Catadromus lacordairei
Vulnerable (Tasmanian Threatened Species Protection Act 1995), due to its localised distribution.
It is a black and shiny beetle, usually 30 mm in
length, with bright golden-green margins along
the length of the wing covers. The jaws are
prominent and serrated.
Distribution and Habitat
The species occurs across southeastern Australia,
including Tasmania, where it has only been
recorded from eight locations across the
northern and central midlands. The species was
originally described by Boisduval (1835) and
located by Simson (pre 1900) who described its
habitat as Macquarie River (Sloane 1920).
Subsequent records were from the Bracknell
region in 1983 and 1984, Cleveland in 1987 and
Wesley Vale in 1992 (Spencer & Fearn unpubl.
data). There are now additional records from the
northern midlands.
Image ©C. Spencer & K. Richards
Open grassy low altitude woodland associated with wetlands is the known habitat for the species. In
such habitat beetles occur beneath stones and woody debris and may also be found sheltering and
hunting within the fissures of basaltic clay soils.
Of the sites surveyed beetles were recorded in highest densities in areas associated with naturally
occurring wetlands, with a mosaic of Poa labillardieri and Lomandra longifolia tussocks, where the
exotic grasses are heavily grazed by sheep. Lower densities were encountered in similar habitat
associated with artificial impoundments..
Adults are opportunistic predators/scavengers, taking a wide range of invertebrate prey, including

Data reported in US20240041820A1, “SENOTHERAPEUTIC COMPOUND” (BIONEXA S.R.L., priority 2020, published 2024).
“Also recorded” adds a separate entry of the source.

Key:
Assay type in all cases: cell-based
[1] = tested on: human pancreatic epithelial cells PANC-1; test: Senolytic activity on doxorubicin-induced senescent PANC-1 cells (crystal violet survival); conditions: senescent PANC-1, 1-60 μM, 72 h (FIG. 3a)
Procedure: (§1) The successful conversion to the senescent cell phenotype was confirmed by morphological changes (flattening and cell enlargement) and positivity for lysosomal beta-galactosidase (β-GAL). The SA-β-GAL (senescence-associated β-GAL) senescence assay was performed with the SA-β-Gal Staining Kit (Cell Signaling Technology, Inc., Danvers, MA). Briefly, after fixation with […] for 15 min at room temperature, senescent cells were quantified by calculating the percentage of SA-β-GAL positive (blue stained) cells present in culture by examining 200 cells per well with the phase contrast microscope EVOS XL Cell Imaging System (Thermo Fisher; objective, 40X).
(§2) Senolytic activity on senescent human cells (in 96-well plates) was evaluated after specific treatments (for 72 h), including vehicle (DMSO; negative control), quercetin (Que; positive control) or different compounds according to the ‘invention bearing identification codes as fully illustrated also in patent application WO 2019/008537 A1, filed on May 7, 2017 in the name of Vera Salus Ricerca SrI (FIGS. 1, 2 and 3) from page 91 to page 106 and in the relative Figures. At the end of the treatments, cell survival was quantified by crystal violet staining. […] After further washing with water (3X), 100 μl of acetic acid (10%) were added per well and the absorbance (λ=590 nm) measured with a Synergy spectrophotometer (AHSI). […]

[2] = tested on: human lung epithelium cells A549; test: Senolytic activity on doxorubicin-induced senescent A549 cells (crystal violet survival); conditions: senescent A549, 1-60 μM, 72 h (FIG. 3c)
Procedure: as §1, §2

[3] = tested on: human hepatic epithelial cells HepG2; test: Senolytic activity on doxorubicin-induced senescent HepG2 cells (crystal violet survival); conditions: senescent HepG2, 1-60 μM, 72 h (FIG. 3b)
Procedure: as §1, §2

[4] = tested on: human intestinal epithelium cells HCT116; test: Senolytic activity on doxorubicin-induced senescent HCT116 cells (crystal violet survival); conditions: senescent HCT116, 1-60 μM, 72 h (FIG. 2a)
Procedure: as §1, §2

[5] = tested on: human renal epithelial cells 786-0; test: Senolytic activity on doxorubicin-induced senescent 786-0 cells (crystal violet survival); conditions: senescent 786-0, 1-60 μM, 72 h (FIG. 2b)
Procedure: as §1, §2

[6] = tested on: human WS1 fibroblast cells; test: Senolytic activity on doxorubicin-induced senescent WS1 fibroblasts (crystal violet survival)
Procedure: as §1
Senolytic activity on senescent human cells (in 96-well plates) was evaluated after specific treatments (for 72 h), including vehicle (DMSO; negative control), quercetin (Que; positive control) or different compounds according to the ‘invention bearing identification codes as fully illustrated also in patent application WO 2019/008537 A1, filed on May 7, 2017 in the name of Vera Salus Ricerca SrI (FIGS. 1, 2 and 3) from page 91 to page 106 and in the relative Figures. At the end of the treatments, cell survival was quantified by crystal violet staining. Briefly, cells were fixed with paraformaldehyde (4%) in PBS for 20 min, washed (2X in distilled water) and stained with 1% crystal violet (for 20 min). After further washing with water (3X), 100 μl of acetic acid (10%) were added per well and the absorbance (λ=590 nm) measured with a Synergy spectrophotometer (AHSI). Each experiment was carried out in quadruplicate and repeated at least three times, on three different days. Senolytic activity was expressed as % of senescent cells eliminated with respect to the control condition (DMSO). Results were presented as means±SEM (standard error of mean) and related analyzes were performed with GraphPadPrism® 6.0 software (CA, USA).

oligochaetes, coleopteran larvae, dipteran larvae, Teleogryllus commodus (black field cricket) and
metamorphling frogs. They are crepuscular hunters and actively pursue prey on the ground surface,
beneath debris and in soil crevices.
Important locations include wetland areas in the vicinity of Wesley Vale and areas adjacent to the
Macquarie River between Longford and Campbell Town. It is unknown whether the species was more
widespread than the current known distribution; however, this is likely given the once widespread
occurrence of its known habitat.
Giachino, P.M. (2005). Revision of the genus Catadromus W.S. Macleay, 1825 (Coleoptera,
Carabidae). Results of the Zoological Missions to Australia of the Regional Museum of Natural
Sciences of Turin, Italy. II. Monographs Museo Regionale di Scienze Naturali Torino 42: 239–268.
Biodiversity Values Database This version current at August 2011
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Hawkeswood, T.J. (2007). Beetles (Coleoptera) of the Shell Picture Card series: Carabidae. Calodema
Supplementary Paper 47: 1–4.
Moore, B.P. (1965). Studies on Australian Carabidae (Coleoptera) 4. The Pterostichinae. Transactions
of the Royal Entomological Society of London 117(1): 1–32.
Moore, B.P. (1983) Beetles of South-eastern Australia. Fascicle 5 pp. 69–84. Australian Entomological
Press, NSW.
Sloane, T.G. (1920) The Carabidae of Tasmania. Proceedings of the Linnean Society of N.S.W. 45:
Spencer, C. & Richards, K. (undated). Draft Listing Statement prepared for the Biodiversity
Conservation Branch, Department of Primary Industries and Water.
Spencer, C. & Richards, K. (2010). The green-lined ground beetle, Catadromus lacordairei, in
Tasmania. The Tasmanian Naturalist 132: 15–19.
Wapstra, M. (undated). Draft Listing Statement.
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